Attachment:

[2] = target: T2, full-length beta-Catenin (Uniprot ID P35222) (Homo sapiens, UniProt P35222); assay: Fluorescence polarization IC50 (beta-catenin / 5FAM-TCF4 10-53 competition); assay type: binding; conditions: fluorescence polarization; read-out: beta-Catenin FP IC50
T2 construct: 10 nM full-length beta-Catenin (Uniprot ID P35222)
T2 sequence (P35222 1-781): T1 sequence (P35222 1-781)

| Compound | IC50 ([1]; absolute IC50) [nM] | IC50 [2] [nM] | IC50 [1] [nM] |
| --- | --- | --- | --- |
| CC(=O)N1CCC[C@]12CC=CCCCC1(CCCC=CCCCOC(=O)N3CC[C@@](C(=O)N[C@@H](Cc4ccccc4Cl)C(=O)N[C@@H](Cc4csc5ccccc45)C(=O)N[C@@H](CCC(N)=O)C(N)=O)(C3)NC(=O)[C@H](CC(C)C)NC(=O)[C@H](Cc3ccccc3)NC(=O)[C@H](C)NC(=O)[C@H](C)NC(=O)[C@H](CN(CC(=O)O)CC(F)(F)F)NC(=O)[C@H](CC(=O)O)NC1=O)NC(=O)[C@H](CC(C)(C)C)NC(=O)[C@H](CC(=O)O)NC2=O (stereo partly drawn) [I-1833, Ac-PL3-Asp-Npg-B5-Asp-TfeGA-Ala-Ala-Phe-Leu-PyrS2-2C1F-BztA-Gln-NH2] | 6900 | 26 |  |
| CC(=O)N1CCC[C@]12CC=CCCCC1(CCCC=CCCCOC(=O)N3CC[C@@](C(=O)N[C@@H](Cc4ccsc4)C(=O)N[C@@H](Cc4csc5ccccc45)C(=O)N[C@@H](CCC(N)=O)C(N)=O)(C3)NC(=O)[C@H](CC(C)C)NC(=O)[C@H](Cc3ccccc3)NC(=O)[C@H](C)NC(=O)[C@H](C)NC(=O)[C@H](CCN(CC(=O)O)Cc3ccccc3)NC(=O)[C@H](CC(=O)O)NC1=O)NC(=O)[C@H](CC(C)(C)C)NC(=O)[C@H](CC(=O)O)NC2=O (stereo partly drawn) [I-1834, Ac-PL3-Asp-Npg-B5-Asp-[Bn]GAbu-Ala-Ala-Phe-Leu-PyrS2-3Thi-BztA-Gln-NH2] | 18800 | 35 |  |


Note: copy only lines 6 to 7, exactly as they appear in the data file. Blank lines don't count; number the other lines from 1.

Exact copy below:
| CC(=O)N1CCC[C@]12CC=CCCCC1(CCCC=CCCCOC(=O)N3CC[C@@](C(=O)N[C@@H](Cc4ccccc4Cl)C(=O)N[C@@H](Cc4csc5ccccc45)C(=O)N[C@@H](CCC(N)=O)C(N)=O)(C3)NC(=O)[C@H](CC(C)C)NC(=O)[C@H](Cc3ccccc3)NC(=O)[C@H](C)NC(=O)[C@H](C)NC(=O)[C@H](CN(CC(=O)O)CC(F)(F)F)NC(=O)[C@H](CC(=O)O)NC1=O)NC(=O)[C@H](CC(C)(C)C)NC(=O)[C@H](CC(=O)O)NC2=O (stereo partly drawn) [I-1833, Ac-PL3-Asp-Npg-B5-Asp-TfeGA-Ala-Ala-Phe-Leu-PyrS2-2C1F-BztA-Gln-NH2] | 6900 | 26 |  |
| CC(=O)N1CCC[C@]12CC=CCCCC1(CCCC=CCCCOC(=O)N3CC[C@@](C(=O)N[C@@H](Cc4ccsc4)C(=O)N[C@@H](Cc4csc5ccccc45)C(=O)N[C@@H](CCC(N)=O)C(N)=O)(C3)NC(=O)[C@H](CC(C)C)NC(=O)[C@H](Cc3ccccc3)NC(=O)[C@H](C)NC(=O)[C@H](C)NC(=O)[C@H](CCN(CC(=O)O)Cc3ccccc3)NC(=O)[C@H](CC(=O)O)NC1=O)NC(=O)[C@H](CC(C)(C)C)NC(=O)[C@H](CC(=O)O)NC2=O (stereo partly drawn) [I-1834, Ac-PL3-Asp-Npg-B5-Asp-[Bn]GAbu-Ala-Ala-Phe-Leu-PyrS2-3Thi-BztA-Gln-NH2] | 18800 | 35 |  |